The interview then goes on...

You still look for challenges within that style, right?

I think my career has met every challenge imaginable. [Laughs] I’ve tried every form that’s out there except the western. I love the landscapes of the western.

Have you ever been interested in doing a western?

I’d do one, absolutely.

A theme in some of your work is characters feeling trapped, even in something like Snake Eyes. For Passion, you use that barred-in widow shades effect, so do you think it fits that theme?

We don’t really think about it like that. We sort of address the aesthetic problems of the piece. For Snake Eyes, the whole idea was you never leave the casino, which is the same idea that a casino never wants you to leave. For other films, the landscapes are very important. I think about them all the time, because I’m very scrupulous in finding visuals that illustrate and magnify the themes in the film. The world the girls live in is a very important location.

Obviously a lot of those visuals come from your dreams. What dreams did you use for Passion?

I myself get a lot of ideas from my dreams. I wake up many times during the night thinking about certain aesthetic problems, which sort of figure themselves out in my dream. For this movie, I got the idea of the phone commercial in a dream. With this I was always thinking, “How am I going to end it?” I decided to go with this whole extended dream sequence.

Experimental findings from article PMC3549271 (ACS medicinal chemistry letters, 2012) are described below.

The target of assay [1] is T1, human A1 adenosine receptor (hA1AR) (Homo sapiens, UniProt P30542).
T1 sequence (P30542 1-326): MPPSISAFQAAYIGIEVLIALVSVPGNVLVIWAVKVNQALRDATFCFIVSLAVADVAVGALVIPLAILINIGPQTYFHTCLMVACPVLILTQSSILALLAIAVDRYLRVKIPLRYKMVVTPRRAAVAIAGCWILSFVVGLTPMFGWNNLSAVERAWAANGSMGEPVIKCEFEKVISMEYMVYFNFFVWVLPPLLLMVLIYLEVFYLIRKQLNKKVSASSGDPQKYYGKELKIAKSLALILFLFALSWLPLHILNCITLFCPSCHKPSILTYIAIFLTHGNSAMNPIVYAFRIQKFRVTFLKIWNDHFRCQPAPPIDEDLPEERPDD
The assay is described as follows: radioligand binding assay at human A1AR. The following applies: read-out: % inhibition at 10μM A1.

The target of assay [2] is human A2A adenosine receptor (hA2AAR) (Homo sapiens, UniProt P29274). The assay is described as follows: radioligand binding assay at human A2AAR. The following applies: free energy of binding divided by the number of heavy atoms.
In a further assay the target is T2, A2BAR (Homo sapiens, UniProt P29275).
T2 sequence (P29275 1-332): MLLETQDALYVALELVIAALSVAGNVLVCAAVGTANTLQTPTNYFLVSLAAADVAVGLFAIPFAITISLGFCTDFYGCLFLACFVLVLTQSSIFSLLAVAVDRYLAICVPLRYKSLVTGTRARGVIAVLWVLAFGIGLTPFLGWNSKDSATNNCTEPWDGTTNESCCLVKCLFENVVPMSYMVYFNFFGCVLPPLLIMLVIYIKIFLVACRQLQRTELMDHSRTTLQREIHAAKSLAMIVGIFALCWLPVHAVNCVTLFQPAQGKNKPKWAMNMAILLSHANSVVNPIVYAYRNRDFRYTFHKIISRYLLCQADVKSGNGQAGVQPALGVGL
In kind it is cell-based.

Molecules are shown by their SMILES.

The last time you made a thriller you deconstructed the genre with Femme Fatale. For this, did you want to do the same or make a straight thriller?

The problem with this is it’s a police procedural in many ways. I felt what was effective about the original movie was the first scene revealed who did it. After that, then it’s seeing how all these phony clues were set up, which I didn’t find all that interesting. Actually, I looked at 10 years of CSI, to see how exactly they use clues to solve cases. I said, “My God, this has been done to death 1,000 different ways.” You can’t do a police procedural in a movie anymore. Television has already done it 27 different ways. I had to come up with a way to make the confession seem absolutely real, but then get into the surreal world.